Chapter

Surgical management of rheumatoid arthritis: introduction and spinal involvement

Tom Cadoux-Hudson, Hemant Pandit, Ian McNab and Raashid Luqmani

in Rheumatoid Arthritis

Published on behalf of Oxford University Press

ISBN: 9780199556755
Published online May 2011 | e-ISBN: 9780199607334 | DOI: http://dx.doi.org/10.1093/med/9780199556755.003.0009

Series: Oxford Rheumatology Library

Surgical management of rheumatoid arthritis: introduction and spinal involvement

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• Reconstructive surgery should be undertaken before the patient becomes severely incapacitated • Patients should be as fit as possible, with optimal synovitis control, correction of blood dyscrasia and adequate nutrition (normal albumin) • Active disease is not a contraindication to surgery, nor is use of corticosteroids and methotrexate • Mild atlanto-axial subluxation is present in 30% at diagnosis of RA. Progression is usually associated with neck pain, brachalgia and myelopathy • Progressive myelopathy is most likely to occur if the PADI (Posterior atlanto-dens interval) is 13 mm or less. • Soft collars are of little biomechanical use. They remind the patient that they have a neck problem, which may indirectly limit spinal cord damage • Delayed diagnosis of myelopathy, often associated with deformity such as basilar invagination or kyphosis, requires more complex and hazardous surgery.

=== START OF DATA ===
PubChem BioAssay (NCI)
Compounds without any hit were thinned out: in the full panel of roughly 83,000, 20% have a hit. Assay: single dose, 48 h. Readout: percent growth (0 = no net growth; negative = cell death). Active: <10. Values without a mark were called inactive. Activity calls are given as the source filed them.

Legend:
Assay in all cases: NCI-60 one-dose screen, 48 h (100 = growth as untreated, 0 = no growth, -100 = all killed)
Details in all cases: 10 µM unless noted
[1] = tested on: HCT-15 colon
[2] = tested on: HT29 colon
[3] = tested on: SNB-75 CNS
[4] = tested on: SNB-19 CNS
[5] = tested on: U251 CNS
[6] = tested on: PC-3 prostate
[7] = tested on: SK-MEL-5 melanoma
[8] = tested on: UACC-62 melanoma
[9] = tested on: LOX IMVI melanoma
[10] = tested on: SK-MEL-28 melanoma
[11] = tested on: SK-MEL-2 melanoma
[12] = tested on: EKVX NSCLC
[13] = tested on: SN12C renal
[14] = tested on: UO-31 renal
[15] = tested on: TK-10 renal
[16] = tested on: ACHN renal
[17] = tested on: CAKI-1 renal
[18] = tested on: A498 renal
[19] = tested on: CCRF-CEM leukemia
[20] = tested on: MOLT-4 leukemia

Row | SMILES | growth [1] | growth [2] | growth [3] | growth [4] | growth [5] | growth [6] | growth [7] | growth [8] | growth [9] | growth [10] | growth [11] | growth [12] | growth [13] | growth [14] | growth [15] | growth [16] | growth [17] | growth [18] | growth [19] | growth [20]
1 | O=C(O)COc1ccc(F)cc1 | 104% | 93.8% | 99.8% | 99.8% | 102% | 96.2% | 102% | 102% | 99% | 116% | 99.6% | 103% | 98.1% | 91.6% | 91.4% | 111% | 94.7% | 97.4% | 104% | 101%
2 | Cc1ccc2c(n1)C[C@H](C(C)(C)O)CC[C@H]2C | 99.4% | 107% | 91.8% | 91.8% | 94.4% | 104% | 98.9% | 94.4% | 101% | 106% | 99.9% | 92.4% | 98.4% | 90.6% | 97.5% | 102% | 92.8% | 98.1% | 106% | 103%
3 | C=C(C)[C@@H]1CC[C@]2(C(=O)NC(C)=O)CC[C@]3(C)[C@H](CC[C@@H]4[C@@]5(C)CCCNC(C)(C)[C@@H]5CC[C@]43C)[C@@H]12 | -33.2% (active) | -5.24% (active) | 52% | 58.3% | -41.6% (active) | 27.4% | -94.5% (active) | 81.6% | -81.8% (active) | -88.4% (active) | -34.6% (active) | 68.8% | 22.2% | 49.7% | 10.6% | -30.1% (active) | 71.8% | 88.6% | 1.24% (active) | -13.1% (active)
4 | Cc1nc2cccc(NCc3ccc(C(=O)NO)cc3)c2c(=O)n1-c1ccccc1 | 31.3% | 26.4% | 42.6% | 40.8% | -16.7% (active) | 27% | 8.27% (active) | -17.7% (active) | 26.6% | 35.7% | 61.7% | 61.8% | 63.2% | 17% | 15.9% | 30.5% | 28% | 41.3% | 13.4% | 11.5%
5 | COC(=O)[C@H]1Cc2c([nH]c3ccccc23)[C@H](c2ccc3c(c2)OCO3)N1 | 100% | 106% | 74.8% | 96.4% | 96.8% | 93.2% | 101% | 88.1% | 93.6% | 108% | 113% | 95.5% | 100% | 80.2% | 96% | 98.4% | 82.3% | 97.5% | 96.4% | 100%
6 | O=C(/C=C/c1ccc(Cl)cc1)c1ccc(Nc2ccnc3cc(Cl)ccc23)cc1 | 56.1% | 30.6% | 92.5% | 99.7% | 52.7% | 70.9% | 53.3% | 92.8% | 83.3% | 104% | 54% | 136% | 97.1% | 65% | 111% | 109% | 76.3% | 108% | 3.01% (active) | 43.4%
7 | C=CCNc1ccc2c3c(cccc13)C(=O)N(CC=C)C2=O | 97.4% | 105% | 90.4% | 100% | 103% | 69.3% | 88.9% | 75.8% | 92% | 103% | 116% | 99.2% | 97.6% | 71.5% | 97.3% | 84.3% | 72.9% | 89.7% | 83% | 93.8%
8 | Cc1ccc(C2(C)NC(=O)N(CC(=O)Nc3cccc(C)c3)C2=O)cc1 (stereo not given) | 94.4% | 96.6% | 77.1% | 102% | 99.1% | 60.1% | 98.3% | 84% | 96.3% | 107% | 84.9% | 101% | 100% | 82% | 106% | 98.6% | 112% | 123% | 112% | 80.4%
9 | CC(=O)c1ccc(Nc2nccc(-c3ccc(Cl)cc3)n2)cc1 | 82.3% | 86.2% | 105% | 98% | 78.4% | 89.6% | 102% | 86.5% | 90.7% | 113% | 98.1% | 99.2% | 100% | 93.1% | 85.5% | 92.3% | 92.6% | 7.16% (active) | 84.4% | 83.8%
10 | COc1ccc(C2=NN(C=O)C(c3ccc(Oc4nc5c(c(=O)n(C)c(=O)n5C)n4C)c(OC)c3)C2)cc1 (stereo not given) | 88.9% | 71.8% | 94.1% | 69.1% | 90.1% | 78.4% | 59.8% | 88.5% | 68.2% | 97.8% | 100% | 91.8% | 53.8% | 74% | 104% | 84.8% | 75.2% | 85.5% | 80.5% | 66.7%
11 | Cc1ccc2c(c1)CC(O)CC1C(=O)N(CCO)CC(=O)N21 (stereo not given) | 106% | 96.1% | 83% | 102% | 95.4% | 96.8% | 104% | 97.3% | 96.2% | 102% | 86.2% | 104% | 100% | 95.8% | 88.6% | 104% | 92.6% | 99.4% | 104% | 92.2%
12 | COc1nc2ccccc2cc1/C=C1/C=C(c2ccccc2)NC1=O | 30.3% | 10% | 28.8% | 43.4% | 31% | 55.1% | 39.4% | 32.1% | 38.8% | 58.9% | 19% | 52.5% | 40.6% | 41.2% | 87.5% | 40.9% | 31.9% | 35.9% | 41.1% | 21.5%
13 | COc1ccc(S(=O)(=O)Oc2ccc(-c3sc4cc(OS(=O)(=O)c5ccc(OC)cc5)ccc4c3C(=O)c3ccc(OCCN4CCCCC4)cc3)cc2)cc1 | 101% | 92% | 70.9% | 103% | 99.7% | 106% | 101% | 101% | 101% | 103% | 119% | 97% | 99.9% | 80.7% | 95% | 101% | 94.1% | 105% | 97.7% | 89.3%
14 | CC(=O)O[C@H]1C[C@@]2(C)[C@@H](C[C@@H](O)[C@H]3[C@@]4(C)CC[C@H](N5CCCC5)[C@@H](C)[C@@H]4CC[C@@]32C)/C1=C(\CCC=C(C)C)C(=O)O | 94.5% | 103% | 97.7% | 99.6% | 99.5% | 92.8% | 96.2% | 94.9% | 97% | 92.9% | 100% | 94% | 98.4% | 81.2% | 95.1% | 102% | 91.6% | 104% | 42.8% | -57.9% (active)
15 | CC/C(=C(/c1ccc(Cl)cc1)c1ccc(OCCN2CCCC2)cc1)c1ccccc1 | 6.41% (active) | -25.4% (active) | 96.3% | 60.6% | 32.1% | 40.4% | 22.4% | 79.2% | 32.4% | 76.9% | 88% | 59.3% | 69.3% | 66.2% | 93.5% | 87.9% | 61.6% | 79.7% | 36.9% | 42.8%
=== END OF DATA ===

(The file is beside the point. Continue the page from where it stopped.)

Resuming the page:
Chapter.  3306 words.  Illustrated.

Subjects: Rheumatology

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